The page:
If a subcontractor doesn’t have their own workers’ compensation policy, you’ll be liable if they get hurt while doing work for you. That is, unless they have their own insurance.
Are subcontractors covered under my workers’ comp?
Technically, yes. If the subcontractor does not have their own workers’ comp coverage in place, they are covered under your policy, and you will be charged for their payroll.
Even if you don’t add a subcontractor to your policy, insurance companies will audit you at the end of the year and charge you for the payroll either way (unless you provide them a Certificate of Insurance, or COI).
Not always. In many states sole proprietors are not provided with coverage unless they have their own policy and have chosen to be included in that policy. Ultimately, it’s not worth taking on the risk, so it’s better to require them to have their own policy.
How to handle workers’ compensation for subcontractors
- Add the subcontractor to your own workers’ compensation policy. All you have to do is give the insurance company an estimated amount of payroll for that year.
- Require the subcontractor to provide their own workers’ comp insurance. If you don’t want to cover your subcontractors, just ask them to provide a Certificate of Insurance (COI) before they start the job. You’ll need to provide that to the insurance company when the audit comes around if you don’t want to get charged for their payroll.
Workers’ comp audits
If you hire an uninsured subcontractor, that means you’ll have to take on the financial responsibility. Your insurance company will charge you for any uninsured subcontractors on your workers’ compensation policy come audit time, so why not just insure them from the start?
And if the subcontractor is a sole proprietor, he or she may not be covered– but their employees will be.
How will the insurance company know I hired subcontractors?
Insurance companies do a standard audit at the end of each year. When that time comes, they will ask for your tax records. There, they’ll see the total amount you paid for contracted work.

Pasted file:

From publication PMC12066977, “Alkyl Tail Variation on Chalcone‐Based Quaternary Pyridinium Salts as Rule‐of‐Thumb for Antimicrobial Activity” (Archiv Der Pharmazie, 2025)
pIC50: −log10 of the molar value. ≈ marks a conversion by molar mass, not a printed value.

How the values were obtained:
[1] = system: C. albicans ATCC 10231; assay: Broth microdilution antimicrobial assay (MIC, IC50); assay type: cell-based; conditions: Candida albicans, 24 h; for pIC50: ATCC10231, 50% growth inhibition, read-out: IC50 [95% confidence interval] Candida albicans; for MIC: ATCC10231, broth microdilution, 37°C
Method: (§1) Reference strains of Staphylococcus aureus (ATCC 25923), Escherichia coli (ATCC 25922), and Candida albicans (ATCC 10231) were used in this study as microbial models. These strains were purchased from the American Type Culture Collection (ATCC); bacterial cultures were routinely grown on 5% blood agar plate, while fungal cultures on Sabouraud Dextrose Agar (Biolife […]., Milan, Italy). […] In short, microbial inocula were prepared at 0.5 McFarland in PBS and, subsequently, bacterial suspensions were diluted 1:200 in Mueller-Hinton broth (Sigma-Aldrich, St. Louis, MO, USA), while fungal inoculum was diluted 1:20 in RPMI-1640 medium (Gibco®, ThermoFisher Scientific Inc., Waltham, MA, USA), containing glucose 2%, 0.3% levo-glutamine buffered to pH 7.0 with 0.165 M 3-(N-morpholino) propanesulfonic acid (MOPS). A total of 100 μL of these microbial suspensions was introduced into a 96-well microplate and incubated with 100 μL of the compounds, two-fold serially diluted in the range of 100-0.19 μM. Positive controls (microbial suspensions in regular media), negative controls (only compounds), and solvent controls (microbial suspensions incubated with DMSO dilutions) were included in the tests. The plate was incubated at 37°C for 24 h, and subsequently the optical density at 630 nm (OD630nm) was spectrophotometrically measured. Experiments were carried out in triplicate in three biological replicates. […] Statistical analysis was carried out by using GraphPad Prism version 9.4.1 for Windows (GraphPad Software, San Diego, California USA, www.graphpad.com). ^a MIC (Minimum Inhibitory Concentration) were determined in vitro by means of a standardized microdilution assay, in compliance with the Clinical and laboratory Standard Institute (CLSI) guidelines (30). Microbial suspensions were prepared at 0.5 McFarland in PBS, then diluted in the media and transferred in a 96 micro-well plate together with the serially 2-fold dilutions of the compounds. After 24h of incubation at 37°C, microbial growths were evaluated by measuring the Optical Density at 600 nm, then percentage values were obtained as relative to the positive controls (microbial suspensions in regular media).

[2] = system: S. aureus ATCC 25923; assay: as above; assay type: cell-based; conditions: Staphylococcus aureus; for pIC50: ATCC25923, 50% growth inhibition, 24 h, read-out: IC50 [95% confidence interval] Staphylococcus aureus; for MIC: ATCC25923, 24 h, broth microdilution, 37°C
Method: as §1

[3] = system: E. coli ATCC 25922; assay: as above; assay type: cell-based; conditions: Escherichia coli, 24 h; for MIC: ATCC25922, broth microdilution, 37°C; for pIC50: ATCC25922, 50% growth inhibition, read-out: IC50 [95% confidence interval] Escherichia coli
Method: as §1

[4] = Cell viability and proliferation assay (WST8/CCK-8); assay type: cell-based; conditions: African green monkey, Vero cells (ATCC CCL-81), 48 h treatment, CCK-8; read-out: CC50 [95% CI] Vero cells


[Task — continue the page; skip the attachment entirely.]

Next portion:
Since the price of a workers’ comp policy is based on your payroll, you will be charged for any subcontractors that have done work for you.
I don’t want to be charged for hiring subcontractors.
Well, you’ll have to show the insurance company that your subcontractor has their own insurance. So before you hire a subcontractor, make sure you get a Certificate of Insurance (COI) for your records.
What if I don’t have workmans’ comp, either?
If you don’t have a policy, and they don’t have a policy, then you’ll have to pay for the subcontractor’s medical bills out of pocket if they get hurt while working for you. It’s always better to have proper insurance in place than to scramble when something happens.
Potential risks of hiring uninsured subcontractors
- You’ll be charged additional workers’ comp premiums at audit for any uninsured contractors.
- Your business’s financial strength will be at risk.
- Increased loss exposure, which could affect your Experience Mod.
- You’ll be liable if they get hurt on the job while working for you.
- You are risking the cancellation of your own workers’ compensation policy if you have claims from uninsured subs.
Need insurance for yourself or your subcontractors?
We compare top providers to find you the best coverage at the most affordable price– for free. Just fill out a simple questionnaire, and we’ll get you covered fast. Get covered now.